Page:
According to blogger, this is my first blog post since May 3, 2008. And it's is largely thanks to the NaNoWriMo project. I'd stumbled upon their website at the tail end of October and discovered that November is National Writing Month. NaNoWriMo challenges people to commit to writing a 50,000 word/175 page novel in the 30 days of November. Doing the math, I determined that meant I'd need to write 1667 words per day to keep on track. Sounded doable, so I signed up.
Backing up a little, I'd been trying (with no success) to commit to a writing project for over a year now. For as long as I can remember I've had story ideas rolling around in my head, and every time I read a mediocre book (more often than I care to admit), I find myself saying "I could write at least as well as that!" So this seemed like just the kick I needed to force myself to actually sit down and write.
This year November 1st was daylight savings, so I even had a whole extra hour for writing. I got up early, wrote for an hour, then turned all the clocks back and did it again. I was back to where I'd started when I first got up, but now I had three pages of typewritten text to show for it! How cool is that?
I'm now a little more than a week into the project and my word count as of last night stands at 13,126, just slightly behind the 13,336 the calculator recommends. The first three days of writing I had no trouble making my quotas. Buoyed by enthusiasm, I breezed through day one, doing my best to ignore the gaping holes a major, last-minute change in my main character's background had left in the plot and cast of secondary characters. The next day, I continued on, attempting an enroute course correction to bolster the sagging plot. (NaNoWriMo stresses that the focus this month is Quantity, not Quality and editing is verbotten). Still not satisfied, I turned the entire second days writing blue and changed course again on day three.
By the end of day three, I'd reached what was supposed to be the pivotal, highly powered scene, one that would destroy my protagonist's world and change her forever. Instead, I was ready to quit or start over from scratch, ditching the last 5131 words I'd written. How could I expect my readers to care, when I wasn't even sure that I did at this point? I had a cast of paper-cut out people in a painted scrim world. Aack!
I'd be breaking the rules to start over and couldn't even guarentee that the next try would be an improvement. So I took a page out of Tolkein's book and have spent the last several days researching and world building. It's amazing what you can find on the internet! I've toured ancient Petra (situated in the modern country of Jordan), the Anazasi of the desert southwest, and more than a dozen old west forts established across the American frontier in the early 1800s. I've read diary entries of immigrants on the Oregon trail, researched names and now know more about the army (both modern and Roman) than I ever knew before. My story is supposed to be an adventure novel, set in an alternate world. I chose it because of all my story ideas it had the most complete plotting (hah!), and I thought it would be easier. Double hah! Little did I know!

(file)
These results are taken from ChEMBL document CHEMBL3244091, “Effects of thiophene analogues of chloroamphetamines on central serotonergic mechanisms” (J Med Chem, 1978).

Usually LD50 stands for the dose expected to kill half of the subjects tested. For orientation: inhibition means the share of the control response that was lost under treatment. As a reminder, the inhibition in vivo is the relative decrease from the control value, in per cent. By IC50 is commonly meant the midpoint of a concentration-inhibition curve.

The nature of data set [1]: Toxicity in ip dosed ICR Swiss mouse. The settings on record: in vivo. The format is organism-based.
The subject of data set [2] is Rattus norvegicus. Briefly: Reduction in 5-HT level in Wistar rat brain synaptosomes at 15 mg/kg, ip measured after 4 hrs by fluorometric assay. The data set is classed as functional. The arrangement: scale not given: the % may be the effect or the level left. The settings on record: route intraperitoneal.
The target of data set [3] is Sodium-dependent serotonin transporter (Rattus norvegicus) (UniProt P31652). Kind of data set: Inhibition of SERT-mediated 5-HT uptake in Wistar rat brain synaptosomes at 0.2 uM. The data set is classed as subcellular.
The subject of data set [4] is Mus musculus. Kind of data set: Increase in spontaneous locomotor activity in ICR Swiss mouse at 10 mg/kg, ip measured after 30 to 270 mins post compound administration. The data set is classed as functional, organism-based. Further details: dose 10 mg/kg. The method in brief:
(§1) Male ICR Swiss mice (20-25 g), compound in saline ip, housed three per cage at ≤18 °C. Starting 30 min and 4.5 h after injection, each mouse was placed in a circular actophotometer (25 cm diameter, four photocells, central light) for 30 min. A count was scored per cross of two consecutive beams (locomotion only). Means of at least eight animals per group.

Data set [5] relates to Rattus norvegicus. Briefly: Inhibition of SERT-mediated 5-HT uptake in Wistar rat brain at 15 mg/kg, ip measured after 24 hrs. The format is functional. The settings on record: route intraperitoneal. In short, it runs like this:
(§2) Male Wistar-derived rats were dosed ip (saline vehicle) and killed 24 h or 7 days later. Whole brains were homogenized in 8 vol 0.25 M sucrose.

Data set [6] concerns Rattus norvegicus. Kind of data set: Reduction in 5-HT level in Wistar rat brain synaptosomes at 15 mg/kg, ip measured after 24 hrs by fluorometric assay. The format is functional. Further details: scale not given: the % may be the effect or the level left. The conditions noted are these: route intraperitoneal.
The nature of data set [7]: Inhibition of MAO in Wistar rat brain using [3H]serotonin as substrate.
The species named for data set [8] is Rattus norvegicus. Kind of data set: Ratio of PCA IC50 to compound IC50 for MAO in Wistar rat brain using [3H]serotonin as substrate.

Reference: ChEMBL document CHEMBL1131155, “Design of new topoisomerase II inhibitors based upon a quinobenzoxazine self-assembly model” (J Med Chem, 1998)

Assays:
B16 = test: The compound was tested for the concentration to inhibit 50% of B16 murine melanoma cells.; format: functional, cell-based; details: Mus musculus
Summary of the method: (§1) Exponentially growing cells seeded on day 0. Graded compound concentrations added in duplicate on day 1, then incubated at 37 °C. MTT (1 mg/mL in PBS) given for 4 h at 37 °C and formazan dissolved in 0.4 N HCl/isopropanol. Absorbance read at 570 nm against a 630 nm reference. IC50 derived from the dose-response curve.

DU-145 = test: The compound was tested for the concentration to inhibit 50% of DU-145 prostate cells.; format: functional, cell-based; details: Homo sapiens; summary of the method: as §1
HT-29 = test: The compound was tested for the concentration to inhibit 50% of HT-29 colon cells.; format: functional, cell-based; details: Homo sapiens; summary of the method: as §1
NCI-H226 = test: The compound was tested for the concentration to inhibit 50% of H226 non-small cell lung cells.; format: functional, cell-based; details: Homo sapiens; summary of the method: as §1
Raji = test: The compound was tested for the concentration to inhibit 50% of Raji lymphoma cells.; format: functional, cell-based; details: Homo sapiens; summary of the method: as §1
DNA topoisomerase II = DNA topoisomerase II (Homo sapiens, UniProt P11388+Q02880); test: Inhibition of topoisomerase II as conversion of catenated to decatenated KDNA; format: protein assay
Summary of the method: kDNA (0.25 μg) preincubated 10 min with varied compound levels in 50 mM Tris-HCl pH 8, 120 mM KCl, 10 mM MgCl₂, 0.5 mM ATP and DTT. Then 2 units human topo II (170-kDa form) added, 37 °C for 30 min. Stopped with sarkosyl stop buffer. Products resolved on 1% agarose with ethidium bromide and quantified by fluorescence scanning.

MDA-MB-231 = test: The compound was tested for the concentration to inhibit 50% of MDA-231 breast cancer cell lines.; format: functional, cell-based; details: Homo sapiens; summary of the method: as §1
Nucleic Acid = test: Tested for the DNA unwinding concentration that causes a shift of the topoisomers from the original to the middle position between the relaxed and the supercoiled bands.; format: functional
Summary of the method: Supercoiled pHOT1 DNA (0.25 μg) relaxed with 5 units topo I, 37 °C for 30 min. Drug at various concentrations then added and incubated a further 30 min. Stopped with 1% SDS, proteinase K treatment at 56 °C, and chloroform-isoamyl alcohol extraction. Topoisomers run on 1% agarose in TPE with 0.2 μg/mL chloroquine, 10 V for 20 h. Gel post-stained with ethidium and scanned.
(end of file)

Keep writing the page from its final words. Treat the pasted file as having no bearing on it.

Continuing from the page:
I spent most of the weekend trying to birth my little world, just one continent actually, watching it grow in words on the page. The last thing I tackled were backgrounds for my secondary characters, which I'd been avoiding for three days. A part of me didn't want to make them real, because I know what happens to them next.
And so here I am this morning. I've done no editing (well almost none), but I now have a good start on a real world and real people whom I care about. And I'm procrastinating writing the next scene by writing this entry. But, I've written 13,126 words! That's 33 type written pages at 12 point type. And amazingly, I'm actually having fun!
I'm not saying my writing is great - much of it is frankly crap and the beginning still needs to be rewritten. But I see something resembling a real story starting to emerge. And it's a great feeling so I'm celebrating. Because who knows how I'll feel in two days!
Post a Comment